"We must introduce advancements where needed to ensure a viable, safe and productive mine. However, we also need to recognize the importance of training individuals so that they are equipped with the skills necessary to succeed in our technological future."

Eric Asubonteng


December 09, 2019

What is the current timeline for getting the Obuasi mine into production?

We made an investment development decision last year, and we aim to pour first gold by the end of 2019 and ramp up to steady state production by the end of 2020. At steady state we will hire between 2,000-2,500 workers in total – including our direct employees and those hired via our contractors for production.

To what level do you plan to apply the sophistication of automation of the Kibali mine to the Obuasi mine in Ghana

We have definitely progressed in terms of technological advancement compared to the period before we suspended production. In the past, underground mining was fairly manual in nature. We shifted to more mechanized development as we invested greatly in new and modern equipment. However, once we get to steady state we can always re-assess our position and invest accordingly in terms of more automated means of production.

What do you think is the best approach to automation to ensure the satisfaction of all the stakeholders at play?

Technological advancements are inevitable. You cannot ignore it and expect to survive the competition. It does, to some extent, replace certain professions, but on the other hand it creates new skills and new jobs. We should not be short-sighted and ignore its benefits purely based on some outside pressure from some organizations or individuals. Without technology, you will not be productive, and you will not be able to attract the necessary skills – in addition to not surviving in the competitive sphere. Technology is not just crucial to efficient production processes but to safety – especially in mining. We must introduce advancements where needed to ensure a viable, safe and productive mine. However, we also need to recognize the importance of training individuals so that they are equipped with the skills necessary to succeed in our technological future.

In Ghana, there is a shortage of skills in certain areas, which forces companies to hire expatriates instead of Ghanaians. We should be proactive in training local talent and adopt technology where it is beneficial. Ghana’s mining university specializes in producing mining graduates in a country that is, to a large extent, stable politically and economically. Ghana has the potential to become the future mining hub in Africa if it positions itself as open to adopting new technologies.

What is the most efficient approach when it comes to the transfer of skills?

The most efficient approach is one where the company is genuine in its desire to train locals. In the industry now, there is a real and genuine effort by companies to bring nationals up through the ranks. At AngloGold Ashanti (Obuasi Mine) we follow a strict localization plan based on the skills we lack. When we employ an expatriate with a certain skill that we cannot find locally, we employ a local to shadow the expat and train them accordingly. We hold ourselves accountable in a manner that is as firm as that of the Minerals Commission. Companies need to go beyond their CSR when it comes to local training because it makes business sense too. The business commitment to the transfer of skills to locals is proof that the presence of mining in the country is creating value. It is the secret to a long-lasting, efficient business model that also meets the expectations of all stakeholders.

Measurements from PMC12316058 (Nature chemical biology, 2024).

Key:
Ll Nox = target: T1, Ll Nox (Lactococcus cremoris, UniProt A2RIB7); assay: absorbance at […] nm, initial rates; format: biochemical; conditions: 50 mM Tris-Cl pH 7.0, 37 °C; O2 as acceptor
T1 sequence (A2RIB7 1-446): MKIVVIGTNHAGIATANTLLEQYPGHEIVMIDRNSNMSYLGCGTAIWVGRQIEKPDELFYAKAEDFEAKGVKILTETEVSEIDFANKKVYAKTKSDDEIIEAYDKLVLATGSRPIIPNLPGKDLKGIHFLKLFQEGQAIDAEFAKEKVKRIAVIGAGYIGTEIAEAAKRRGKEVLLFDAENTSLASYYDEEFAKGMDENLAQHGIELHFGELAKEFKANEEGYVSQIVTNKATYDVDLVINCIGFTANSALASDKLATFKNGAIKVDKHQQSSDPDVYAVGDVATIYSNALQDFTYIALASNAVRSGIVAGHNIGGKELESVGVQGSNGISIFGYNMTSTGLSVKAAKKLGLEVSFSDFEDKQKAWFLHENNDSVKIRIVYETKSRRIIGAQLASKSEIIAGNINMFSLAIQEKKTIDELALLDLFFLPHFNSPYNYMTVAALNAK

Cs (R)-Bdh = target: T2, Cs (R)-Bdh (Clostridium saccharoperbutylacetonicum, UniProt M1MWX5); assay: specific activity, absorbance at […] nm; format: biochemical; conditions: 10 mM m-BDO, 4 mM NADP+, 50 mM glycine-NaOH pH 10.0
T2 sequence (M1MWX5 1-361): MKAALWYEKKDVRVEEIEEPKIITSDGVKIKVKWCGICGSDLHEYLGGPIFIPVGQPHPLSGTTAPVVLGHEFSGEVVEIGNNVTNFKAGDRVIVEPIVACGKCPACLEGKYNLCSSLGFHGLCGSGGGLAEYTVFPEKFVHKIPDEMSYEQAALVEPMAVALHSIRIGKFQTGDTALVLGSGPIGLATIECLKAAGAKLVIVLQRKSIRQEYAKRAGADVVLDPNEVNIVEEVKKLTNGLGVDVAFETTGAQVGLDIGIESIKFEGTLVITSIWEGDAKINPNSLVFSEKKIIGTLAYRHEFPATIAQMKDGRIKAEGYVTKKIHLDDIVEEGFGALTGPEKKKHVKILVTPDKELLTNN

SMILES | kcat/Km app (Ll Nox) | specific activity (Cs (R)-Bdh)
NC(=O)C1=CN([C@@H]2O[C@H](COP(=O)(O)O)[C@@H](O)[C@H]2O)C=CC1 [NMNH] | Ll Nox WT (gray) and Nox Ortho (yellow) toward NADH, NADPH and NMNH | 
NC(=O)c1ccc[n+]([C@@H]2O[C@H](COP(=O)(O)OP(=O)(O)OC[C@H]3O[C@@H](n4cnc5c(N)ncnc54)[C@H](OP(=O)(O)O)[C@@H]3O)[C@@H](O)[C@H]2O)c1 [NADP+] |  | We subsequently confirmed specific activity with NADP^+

How can Ghana increase investments into its exploration sector?

Exploration costs in Ghana have been identified as very high, as compared to other jurisdictions in the West Africa sub-region. Contributing to this is the VAT on exploration inputs. We have been encouraging the government to reduce the taxes on exploration inputs, especially the VAT. If the exploration projects result in production, then the taxes should be implemented of course. However, if not, then the input costs of explorations are higher, thus discouraging investors and pushing them to other countries in West Africa in the long run.

How has the government’s approach to artisanal mining changed, and what is the best long-term approach from your perspective?

Before the end of last year, the government instigated a major crackdown on illegal mining activities due to the negative consequences on society, such as severe water pollution. The ban on small-scale mining was the correct initial approach but not a long-term solution. That is why the government followed up with the training of about 4,500 illegal miners at the specialized mining university in Ghana while also launching a community mining program. Nonetheless, the key to the success of any policy is its implementation. If a person is illegally mining in a remote area, claiming to have the right to a permit for community mining, the locals would not be able to stop him. Therefore, a monitoring mechanism by the government is crucial to stop this from happening.

Can you elaborate on the long-term plans for the Obuasi mine?

The current life of the mine is about 21 years, and we sit with reserves of 5.8 oz. For the 21 years of the mine life, the total ounces we estimate to produce is approximately 8.6 oz. Therefore, our reserves account for about two thirds of the life of mine ounces projected. That is significant, since the reserves usually only constitute a fraction of the expected total output. We will be conducting drilling activities to convert the resources into further reserves. The future of the Obuasi mine is both bright and long.


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